Snoop Dogg and Dr. Dre Send Food Trucks for Striking Writers After Postponing Concert
Cover Images/Kelly A. Swift

The 'Doggystyle' hip-hop musicians provide free bagels after the two announced that they have changed the dates of their Hollywood Bowl concert from June to October.

AceShowbiz - Snoop Dogg and Dr. Dre have shown their solidarity to the writers strike. In support of the striking writers, the "Gin and Juice" rapper and the "I Need a Doctor" spitter sent food trucks and gave free bagels to those protesting.

The two musicians were revealed in a video published by TMZ on Friday, June 2 to have sponsored free food for the writers striking at Paramount Studios in Los Angeles. The clip showed a food truck and a note that read, "Bagels sponsored by Snoop Dogg and Dr. Dre."

In that same note, Snoop and Dre also expressed their hope for the Writers Guild of America by writing, "We stand in solidarity with the unions and are hopeful that the AMPTP will negotiate fair deals as soon as possible." The twosome added, "And everyone can get back to work."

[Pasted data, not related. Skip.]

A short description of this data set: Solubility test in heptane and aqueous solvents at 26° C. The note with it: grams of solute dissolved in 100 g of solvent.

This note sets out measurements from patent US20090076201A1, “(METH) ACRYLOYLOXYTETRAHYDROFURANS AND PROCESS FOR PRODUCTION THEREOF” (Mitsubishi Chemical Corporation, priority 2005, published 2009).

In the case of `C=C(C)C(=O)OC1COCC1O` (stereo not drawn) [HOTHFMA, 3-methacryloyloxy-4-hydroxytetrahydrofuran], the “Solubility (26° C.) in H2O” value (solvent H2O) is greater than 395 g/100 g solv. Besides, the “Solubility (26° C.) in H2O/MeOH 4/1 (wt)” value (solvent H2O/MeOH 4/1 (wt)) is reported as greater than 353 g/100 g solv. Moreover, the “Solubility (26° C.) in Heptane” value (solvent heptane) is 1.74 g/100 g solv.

Their support for the WGA came after Snoop announced the postponement of his and Dre's "Doggystyle" 30th anniversary concert in Hollywood Bowl. They have pushed back the dates of their shows from June 27 and 28 to October 20 and 21.

On Friday, June 2, Snoop made use of his Instagram account to share the video announcement. In the caption of the post, he began by writing, "DOGGYSTYLE 30th ANNIVERSARY POSTPONEMENT." He continued, "Due to the ongoing WGA strike and the DGA and SAG/AFTRA negotiations, we have decided to postpone the shows scheduled for June 27 and June 28 at the Hollywood Bowl."

On the reason behind the postponement, the hip-hop artist explained, "We stand in solidarity with the unions and are hopeful that the AMPTP will negotiate fair deals as soon as possible and everybody can get back to work." He further revealed, "New dates are now October 20 and 21, 2023."

This was not the first time Snoop showed his support for the writers strike. On May 3, he voiced his solidarity during a panel. "[Artists] need to figure it out the same way the writers are figuring it out," he stated. "The writers are striking because [of] streaming, they can't get paid. Because when it's on the platform, it's not like in the box office. I don't understand how the f**k you get paid off of that s**t."

You can share this post!

You might also like
Related Posts